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State Day 1: Panthers' pair near top of leader board

June 25, 2014 | 11:07 AM

Knifing through the gusty winds around The Legends Golf Club, Corydon Central's Timothy Wiseman and Mitchell Frederick kept their hats in place and game in focus.

Timothy Wiseman heads toward the hole on No. 18 to retrieve his ball after sinking a birdie putt to end his round with an even par 72 after the first day at the boys' golf state tournament in Franklin. Photos by Brian Smith
Each donned a white hat for the opening round of the IHSAA boys' golf state meet; Frederick's more traditional while Wiseman was shaded by a bucket hat.

As the winds kicked up on certain holes and died down on very few, the Panthers' pair were in prime position after 18 holes in a field of 100 of the state's best high school golfers.

Through the conditions and an early start time, Wiseman closed with an even-par round of 72 on the Fazio course in Franklin. Frederick, playing in a group behind his teammate off the tee, had a 1-over par round of 73.

When all the scores reported in from day one of the 36-hole event, Wiseman was sitting tied for fourth place while Frederick was tied for eighth place.

Wiseman said it was work around the green that salvaged a tough day, by his standards, in ball striking.

"My short game has been saving me pretty often," Wiseman said. "I didn't hit the ball great, and I might go work on that to get some kinks out of my swing. My short game saved me today. I hit some big putts. That kept me low today."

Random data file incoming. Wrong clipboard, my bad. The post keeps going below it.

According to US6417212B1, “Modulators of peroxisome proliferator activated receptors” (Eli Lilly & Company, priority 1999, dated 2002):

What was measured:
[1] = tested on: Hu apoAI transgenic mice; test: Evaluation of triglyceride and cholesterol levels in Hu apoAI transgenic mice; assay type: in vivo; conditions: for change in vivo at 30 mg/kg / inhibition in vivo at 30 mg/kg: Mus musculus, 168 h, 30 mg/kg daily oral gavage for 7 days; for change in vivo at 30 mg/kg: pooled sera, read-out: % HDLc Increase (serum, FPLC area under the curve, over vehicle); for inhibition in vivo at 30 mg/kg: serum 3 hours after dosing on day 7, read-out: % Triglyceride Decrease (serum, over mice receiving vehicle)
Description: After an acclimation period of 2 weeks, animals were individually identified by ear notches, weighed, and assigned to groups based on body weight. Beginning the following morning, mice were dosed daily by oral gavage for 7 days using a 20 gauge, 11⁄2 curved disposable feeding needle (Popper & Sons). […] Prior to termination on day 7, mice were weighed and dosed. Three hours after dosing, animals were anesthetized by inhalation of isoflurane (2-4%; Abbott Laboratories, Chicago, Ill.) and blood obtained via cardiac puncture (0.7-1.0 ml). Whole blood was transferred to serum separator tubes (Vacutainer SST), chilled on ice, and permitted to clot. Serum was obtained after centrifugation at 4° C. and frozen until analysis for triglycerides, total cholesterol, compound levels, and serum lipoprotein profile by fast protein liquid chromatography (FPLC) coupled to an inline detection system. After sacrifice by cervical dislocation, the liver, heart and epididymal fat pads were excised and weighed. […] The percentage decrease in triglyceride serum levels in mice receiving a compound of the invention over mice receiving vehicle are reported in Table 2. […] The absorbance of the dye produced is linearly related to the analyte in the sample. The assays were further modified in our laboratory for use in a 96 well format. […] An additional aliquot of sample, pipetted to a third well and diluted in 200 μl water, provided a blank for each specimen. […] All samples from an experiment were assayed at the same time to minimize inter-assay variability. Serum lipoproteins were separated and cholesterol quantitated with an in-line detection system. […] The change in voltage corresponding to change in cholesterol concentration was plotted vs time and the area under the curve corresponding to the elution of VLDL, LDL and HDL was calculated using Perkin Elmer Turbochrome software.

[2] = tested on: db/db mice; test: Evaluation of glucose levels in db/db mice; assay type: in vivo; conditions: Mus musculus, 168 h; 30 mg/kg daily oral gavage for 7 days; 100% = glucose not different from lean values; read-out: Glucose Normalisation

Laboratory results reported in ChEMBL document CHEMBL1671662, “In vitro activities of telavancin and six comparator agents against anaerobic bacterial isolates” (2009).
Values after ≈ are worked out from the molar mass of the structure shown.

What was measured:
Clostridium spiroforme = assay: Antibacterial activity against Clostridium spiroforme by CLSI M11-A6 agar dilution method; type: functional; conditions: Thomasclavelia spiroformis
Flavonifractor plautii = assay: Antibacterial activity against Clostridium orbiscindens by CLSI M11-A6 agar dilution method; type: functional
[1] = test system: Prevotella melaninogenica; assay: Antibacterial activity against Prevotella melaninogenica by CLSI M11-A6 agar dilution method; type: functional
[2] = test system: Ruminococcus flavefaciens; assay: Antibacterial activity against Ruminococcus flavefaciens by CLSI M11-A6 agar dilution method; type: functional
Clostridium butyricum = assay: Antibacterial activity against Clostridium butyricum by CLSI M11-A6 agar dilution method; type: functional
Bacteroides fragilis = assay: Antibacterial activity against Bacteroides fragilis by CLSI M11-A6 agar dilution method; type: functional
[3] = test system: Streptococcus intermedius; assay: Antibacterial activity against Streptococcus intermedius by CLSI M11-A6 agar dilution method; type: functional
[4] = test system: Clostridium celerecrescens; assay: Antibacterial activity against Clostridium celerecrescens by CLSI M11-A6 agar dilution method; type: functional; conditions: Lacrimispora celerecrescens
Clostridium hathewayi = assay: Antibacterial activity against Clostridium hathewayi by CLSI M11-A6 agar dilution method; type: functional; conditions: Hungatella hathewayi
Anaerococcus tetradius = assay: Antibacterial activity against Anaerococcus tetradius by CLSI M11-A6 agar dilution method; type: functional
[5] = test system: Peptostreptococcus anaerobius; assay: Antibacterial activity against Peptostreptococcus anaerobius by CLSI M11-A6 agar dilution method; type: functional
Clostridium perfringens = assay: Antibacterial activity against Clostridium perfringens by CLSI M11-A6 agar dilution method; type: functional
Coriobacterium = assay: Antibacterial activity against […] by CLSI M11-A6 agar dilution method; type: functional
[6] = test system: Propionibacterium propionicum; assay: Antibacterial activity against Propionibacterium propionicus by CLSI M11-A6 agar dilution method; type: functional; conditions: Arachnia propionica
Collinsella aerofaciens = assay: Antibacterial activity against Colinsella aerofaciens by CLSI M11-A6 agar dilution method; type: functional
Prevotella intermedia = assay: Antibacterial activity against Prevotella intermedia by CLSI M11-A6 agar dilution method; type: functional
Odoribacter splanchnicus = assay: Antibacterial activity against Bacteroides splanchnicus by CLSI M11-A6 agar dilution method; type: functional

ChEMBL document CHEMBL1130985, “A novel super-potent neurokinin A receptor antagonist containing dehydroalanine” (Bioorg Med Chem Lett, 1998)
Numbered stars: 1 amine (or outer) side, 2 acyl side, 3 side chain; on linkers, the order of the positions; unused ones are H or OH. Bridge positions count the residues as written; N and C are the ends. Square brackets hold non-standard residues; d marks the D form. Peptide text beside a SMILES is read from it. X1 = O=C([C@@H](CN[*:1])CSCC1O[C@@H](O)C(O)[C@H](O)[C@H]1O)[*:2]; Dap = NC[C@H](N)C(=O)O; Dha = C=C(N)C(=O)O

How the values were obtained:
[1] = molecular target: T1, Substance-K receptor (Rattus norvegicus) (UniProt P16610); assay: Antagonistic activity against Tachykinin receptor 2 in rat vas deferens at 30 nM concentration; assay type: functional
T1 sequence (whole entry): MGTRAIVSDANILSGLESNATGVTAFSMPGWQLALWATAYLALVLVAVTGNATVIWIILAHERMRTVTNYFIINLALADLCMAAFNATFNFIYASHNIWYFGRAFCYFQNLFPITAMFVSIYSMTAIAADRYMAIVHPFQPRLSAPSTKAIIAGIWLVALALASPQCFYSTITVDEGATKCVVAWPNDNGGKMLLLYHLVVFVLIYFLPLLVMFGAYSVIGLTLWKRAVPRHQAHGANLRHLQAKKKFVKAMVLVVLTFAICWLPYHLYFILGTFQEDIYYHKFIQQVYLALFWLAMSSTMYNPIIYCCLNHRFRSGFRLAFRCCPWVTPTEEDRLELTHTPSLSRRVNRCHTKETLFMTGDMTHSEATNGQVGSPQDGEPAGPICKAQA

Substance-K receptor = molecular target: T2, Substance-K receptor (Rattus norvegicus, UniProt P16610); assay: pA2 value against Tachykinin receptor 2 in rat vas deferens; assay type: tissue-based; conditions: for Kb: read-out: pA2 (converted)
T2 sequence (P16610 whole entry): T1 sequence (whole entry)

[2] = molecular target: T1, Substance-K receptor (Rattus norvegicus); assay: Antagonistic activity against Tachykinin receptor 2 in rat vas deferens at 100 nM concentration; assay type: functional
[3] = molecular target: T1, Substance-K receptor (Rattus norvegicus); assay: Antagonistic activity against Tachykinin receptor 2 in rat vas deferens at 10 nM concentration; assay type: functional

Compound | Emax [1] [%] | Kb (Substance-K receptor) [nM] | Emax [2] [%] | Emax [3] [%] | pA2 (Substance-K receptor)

From just off the fringe, Corydon Central's Mitchell Frederick prepares to celebrate a successful birdie putt on hole No. 11.
Through the first 12 holes on the championship course, Frederick experienced low and high scores in relation to par. He managed one par through the first dozen holes, but offsetting bogeys with birdies helped keep the ball-striker steady. Frederick came around to finish his round with six consecutive pars.

"Going into the 13th hole I only had one par but was only one over," Frederick said. "I battled, that's for sure. I had too many three putts on the front side but ending up 1-over. I will take it."

Wiseman's round began with a 10-foot par putt save on the first hole followed by another par.

Coming to the 168-yard par-3, Wiseman easily avoided the lot of green side bunkers to place his ball within five feet of the cup. The birdie brought the junior to 1-under par.

After a bogey on No. 5, Wiseman saw a putt lip out on the par-5 sixth hole. Although he managed a par, Wiseman brought his round back to under par by sinking a putt on No. 8. He'd eventually play the front nine 1-under 35.

Frederick's opening round at the state meet was tumultuous on the front side. Three consecutive bogeys opened the round, but a two-putt for par on No. 4 brought Frederick some confidence.

A birdie sank on No. 5, then another on hole six. The sixth hole, a 539-yard par-5, was reached in two by Frederick. He two putted for birdie, moving to 1-over par.

The fourth and fifth bogeys of Frederick's round came up next. Trouble came when Frederick's tee shot found a front bunker on No. 7.

Despite the bogeys, Frederick rallied back to birdie the final hole of the front nine. His second shot, from the rough, landed softly on the green and rolled just past the hole, setting up a short birdie.

"I just needed to not three putt to see things come together," said Frederick, who recently verbally committed to University of Southern Indiana. "Driver was really good today. Driving into the wind is key and, if you get into the rough, it isn't as thick here and can play out of it to go for the green."